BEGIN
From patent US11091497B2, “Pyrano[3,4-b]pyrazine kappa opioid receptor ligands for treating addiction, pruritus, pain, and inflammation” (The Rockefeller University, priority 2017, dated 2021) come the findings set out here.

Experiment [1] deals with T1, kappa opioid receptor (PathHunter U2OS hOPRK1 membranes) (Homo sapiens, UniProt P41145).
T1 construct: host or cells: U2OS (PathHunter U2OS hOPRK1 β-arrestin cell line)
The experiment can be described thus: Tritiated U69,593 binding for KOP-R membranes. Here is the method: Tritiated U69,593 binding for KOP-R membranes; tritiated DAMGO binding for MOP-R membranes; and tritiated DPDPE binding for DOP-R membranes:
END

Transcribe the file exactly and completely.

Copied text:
From patent US11091497B2, “Pyrano[3,4-b]pyrazine kappa opioid receptor ligands for treating addiction, pruritus, pain, and inflammation” (The Rockefeller University, priority 2017, dated 2021) come the findings set out here.

Experiment [1] deals with T1, kappa opioid receptor (PathHunter U2OS hOPRK1 membranes) (Homo sapiens, UniProt P41145).
T1 construct: host or cells: U2OS (PathHunter U2OS hOPRK1 β-arrestin cell line)
The experiment can be described thus: Tritiated U69,593 binding for KOP-R membranes. Here is the method: Tritiated U69,593 binding for KOP-R membranes; tritiated DAMGO binding for MOP-R membranes; and tritiated DPDPE binding for DOP-R membranes: